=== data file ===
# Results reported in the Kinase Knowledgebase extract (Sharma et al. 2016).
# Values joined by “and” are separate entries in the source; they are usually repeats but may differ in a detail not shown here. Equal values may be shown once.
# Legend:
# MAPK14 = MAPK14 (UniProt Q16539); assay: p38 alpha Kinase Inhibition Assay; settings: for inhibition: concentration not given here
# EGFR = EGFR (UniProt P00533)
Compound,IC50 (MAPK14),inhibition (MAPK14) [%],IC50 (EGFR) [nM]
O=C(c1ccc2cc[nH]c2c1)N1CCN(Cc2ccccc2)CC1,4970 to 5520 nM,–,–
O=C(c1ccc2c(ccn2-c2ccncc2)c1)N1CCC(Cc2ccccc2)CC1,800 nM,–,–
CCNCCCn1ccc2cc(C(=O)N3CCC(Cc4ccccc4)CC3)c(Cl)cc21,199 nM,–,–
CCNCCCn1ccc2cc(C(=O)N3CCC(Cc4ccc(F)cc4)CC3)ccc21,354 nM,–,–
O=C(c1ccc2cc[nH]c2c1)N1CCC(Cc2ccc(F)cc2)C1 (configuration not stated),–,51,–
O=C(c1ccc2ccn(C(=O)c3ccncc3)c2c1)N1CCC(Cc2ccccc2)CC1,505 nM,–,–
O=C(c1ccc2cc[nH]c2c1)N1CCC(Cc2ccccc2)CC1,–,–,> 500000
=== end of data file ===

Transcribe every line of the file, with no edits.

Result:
# Results reported in the Kinase Knowledgebase extract (Sharma et al. 2016).
# Values joined by “and” are separate entries in the source; they are usually repeats but may differ in a detail not shown here. Equal values may be shown once.
# Legend:
# MAPK14 = MAPK14 (UniProt Q16539); assay: p38 alpha Kinase Inhibition Assay; settings: for inhibition: concentration not given here
# EGFR = EGFR (UniProt P00533)
Compound,IC50 (MAPK14),inhibition (MAPK14) [%],IC50 (EGFR) [nM]
O=C(c1ccc2cc[nH]c2c1)N1CCN(Cc2ccccc2)CC1,4970 to 5520 nM,–,–
O=C(c1ccc2c(ccn2-c2ccncc2)c1)N1CCC(Cc2ccccc2)CC1,800 nM,–,–
CCNCCCn1ccc2cc(C(=O)N3CCC(Cc4ccccc4)CC3)c(Cl)cc21,199 nM,–,–
CCNCCCn1ccc2cc(C(=O)N3CCC(Cc4ccc(F)cc4)CC3)ccc21,354 nM,–,–
O=C(c1ccc2cc[nH]c2c1)N1CCC(Cc2ccc(F)cc2)C1 (configuration not stated),–,51,–
O=C(c1ccc2ccn(C(=O)c3ccncc3)c2c1)N1CCC(Cc2ccccc2)CC1,505 nM,–,–
O=C(c1ccc2cc[nH]c2c1)N1CCC(Cc2ccccc2)CC1,–,–,> 500000